updated 03:05 pm EDT, Thu April 24, 2008
Jobs summoned in lawsuit
CEO Steve Jobs is among a number of Apple officials that have been ordered to appear in court regarding a new lawsuit, reports say. The summons were issued by the Superior Court of California in Santa Clara, and are connected to a suit from the Boston Retirement Board, alleging that over $105 million was lost on backdated stock options granted to Jobs. Backdating involves picking a favorable stock value from a time before options are actually granted; though this is technically legal, it can harm other shareholders and the rest of a company, and must be declared with the Securities and Exchange Commission. Apple leadership is accused of failing its duty in this regard.
The BRB says it has discovered specific evidence of wrongdoing gleaned from records, but claims it is unable to provide this information until the court rules on how it should be handled, given confidential facts. It may be added later to a sealed or amended version of the complaint. For now, the Board will only say it confirms "that all of Apple's directors were aware of and participated in the backdating scheme." Past lawsuits over the backdating scandal have typically been dismissed due to lack of proof.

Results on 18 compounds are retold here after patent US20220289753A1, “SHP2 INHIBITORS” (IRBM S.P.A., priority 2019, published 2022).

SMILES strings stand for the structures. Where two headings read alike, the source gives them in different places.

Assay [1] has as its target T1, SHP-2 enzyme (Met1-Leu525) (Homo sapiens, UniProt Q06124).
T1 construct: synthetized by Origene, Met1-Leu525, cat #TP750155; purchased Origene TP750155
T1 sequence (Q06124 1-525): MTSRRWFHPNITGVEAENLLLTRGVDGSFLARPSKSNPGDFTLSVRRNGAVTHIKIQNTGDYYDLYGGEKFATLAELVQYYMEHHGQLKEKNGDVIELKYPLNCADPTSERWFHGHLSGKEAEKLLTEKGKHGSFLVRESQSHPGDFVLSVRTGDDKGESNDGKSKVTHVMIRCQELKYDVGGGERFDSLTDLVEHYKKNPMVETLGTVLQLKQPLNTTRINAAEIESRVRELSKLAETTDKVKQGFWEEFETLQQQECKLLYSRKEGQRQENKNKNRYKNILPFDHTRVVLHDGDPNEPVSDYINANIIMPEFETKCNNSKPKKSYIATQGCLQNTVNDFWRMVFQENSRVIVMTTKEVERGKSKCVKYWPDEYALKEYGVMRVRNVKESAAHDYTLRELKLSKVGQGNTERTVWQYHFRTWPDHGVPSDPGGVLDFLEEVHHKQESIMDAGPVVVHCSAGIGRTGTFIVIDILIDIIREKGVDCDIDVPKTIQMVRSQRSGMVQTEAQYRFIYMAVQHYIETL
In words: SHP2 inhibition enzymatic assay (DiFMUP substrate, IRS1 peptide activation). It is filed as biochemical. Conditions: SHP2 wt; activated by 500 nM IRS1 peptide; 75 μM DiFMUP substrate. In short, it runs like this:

Recipients of improperly backdated stocks should be forced to surrender illegal profits, the BRB says, and the directors who granted them should be held individually liable. Other people summoned in the suit include William Campbell, Millard Drexler, Arthur Levinson, Jerome York, Gareth Chang, Edgar Wollard, Fred Anderson and Nancy Heinen.